After more than 30 years at the helm, Dr T tells Graham Pitcher he is still looking for new opportunities.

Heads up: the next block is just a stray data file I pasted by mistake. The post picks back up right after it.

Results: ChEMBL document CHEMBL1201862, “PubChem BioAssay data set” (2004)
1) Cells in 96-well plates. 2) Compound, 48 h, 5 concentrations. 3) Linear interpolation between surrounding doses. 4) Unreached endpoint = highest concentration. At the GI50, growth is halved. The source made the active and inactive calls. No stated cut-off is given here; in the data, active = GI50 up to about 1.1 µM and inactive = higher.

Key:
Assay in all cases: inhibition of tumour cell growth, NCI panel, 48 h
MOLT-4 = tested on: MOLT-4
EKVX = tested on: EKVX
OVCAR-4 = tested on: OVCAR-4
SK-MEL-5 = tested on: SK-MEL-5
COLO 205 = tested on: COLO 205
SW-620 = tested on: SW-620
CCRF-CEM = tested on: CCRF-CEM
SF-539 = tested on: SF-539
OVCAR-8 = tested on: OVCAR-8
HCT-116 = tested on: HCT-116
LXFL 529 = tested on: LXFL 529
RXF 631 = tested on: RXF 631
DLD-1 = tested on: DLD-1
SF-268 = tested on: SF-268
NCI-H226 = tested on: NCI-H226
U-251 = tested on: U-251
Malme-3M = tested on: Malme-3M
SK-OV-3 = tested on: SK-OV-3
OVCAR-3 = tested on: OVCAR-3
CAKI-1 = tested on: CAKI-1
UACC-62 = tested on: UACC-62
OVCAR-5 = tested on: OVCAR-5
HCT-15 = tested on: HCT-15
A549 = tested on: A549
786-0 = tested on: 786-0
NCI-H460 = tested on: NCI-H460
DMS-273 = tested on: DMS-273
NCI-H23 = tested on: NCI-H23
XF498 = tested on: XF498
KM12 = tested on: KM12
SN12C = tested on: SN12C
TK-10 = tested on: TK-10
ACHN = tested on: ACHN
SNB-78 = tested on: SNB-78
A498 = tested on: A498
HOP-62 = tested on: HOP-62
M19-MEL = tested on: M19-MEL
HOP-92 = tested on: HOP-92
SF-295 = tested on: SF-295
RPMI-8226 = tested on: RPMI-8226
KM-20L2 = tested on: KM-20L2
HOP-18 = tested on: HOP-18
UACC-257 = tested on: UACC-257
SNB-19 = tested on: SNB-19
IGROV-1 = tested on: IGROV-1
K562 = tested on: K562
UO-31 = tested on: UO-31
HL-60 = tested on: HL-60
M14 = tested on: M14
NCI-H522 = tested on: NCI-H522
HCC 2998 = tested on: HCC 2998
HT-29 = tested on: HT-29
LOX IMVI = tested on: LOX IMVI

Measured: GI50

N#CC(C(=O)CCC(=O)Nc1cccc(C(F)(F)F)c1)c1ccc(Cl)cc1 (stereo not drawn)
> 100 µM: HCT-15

There are very few instances where the same person has remained as ceo of a company from its humble beginnings to the point where its annual turnover breaks the $1billion mark and the number of employees exceeds 6000. But that's the case with National Instruments, where Dr James Truchard – known to all within the company and to many outside as Dr T – has steered its progress for approaching 40 years. The company was established in 1976 and, for the first decade, focused on monitoring and controlling traditional instruments. But it was in 1986 that it made a significant development when it launched LabVIEW for the Macintosh. Since then, the company has continued to develop innovative products that help engineers to solve problems. Dr Truchard noted in NI's latest annual report: "Since 1976, we have equipped engineers and scientists with tools that accelerate productivity, innovation, and discovery. The breadth of our product portfolio helps us serve a diversity of customers, and this diversity is a key factor in our long track record of growth and profitability. Last year, we sold products to more than 35,000 companies around the world. No single industry accounted for more than 15% of our revenue and no single customer made up more than 4% of our revenue in 2011." The company is also unusual, in these days of short term vision, in that it has a 100 year plan. This notional long term goal is used to guide company decisions and is seen as an important business differentiator. According to the company, this ensures that decisions made are beneficial to all in the long term. The one constant about NI is change – and Dr Truchard is looking for more change. "In the last 10 years, we've moved more into the embedded world, where devices such as our CompactRIO are being used to provide a platform based approach in a wide range of applications." And there's good reason for the move; while the traditional test and measurement market which it addresses is probably worth $20billion a year; the embedded market is double that size. While Dr Truchard believes that NI should continue to maintain its role in the test and measurement sector, he noted that opportunities exist in other areas. "We want to move into the rf sector and into other places where measurements are being made," he said. Yet despite the focus on change, the company remains true to its origins. "We started out with Virtual Instruments in 1986," Dr Truchard recalled, "and talked about how the software is the instrument. We gave users the flexibility to define their own instruments. Virtual Instruments are alive and well, they are our fundamental building block." Dr Truchard is keen to point out parallels between the development of the electronic design automation market and that of National Instruments. Researchers at the University of California, Berkeley developed Spice in the early 1970s and in 1986 – the year LabVIEW was launched – it published work on synchronous data flow. "For more than 25 years, we've both been focused on data flow as a way of moving further up the curve for system level design. Berkeley has continued to work on data flow for system design," he pointed out, "and LabVIEW's data flow is the next generation of how systems should be built. We have been working on ways to develop LabVIEW for system design and we now have a comprehensive solution." He is also keen to demonstrate how LabVIEW and other National Instruments tools map on to the classic V model, in which the V shape represents the activities that need to be performed and the results that have to be produced when developing a product. "If you look at the left hand side of the V," he noted, "it talks about various elements of design. On the right hand side is an array of test elements. But the designs themselves have become more complex, which puts more pressure on designers and test engineers. We need to bring higher levels of abstraction and a systematic way of integrating those abstractions." So Dr Truchard is now thinking about such approaches as cyber physical test. "This is where you can define systems and then test them at a functional level," he explained. "Other approaches include hardware in the loop test and protocol aware test, where you communicate with devices using the protocol which they expect." The goal, he noted, is to create a process where IP can be moved from design to test and be used at whatever level of abstraction is sufficient for that task. "It's all about abstraction," he said, "and abstraction makes it possible to scale to more complex systems." He pointed to applications where there is an overlap between design and test. "Software defined radio is one; radar, for example. You can use the same equipment for embedded measurement as well as embedded design." One of National Instruments' goals when it launched LabVIEW was to do for engineering what the spreadsheet had done for financial analysis. "The concept of graphical design has been with LabVIEW since the beginning and now we want to do for embedded design what the pc has done for the desktop," Dr Truchard asserted. "We want to enable designers to integrate an array of applications and to allow them to be shared, creating an ecosystem across design and test. Users can create advanced test and measurement and embedded design systems and have them running in the same system," he concluded. Dr James Truchard Dr James Truchard cofounded National Instruments in 1976 while working at The University of Texas at Austin and continues to lead the company as president and chief executive officer. Before founding NI, Dr Truchard worked as managing director of the acoustical measurements division at Applied Research Laboratories at The University of Texas at Austin. He is a member and former chairman of the Engineering Foundation Advisory Council and works closely with The University of Texas at Austin as a member of the Chancellor's Council.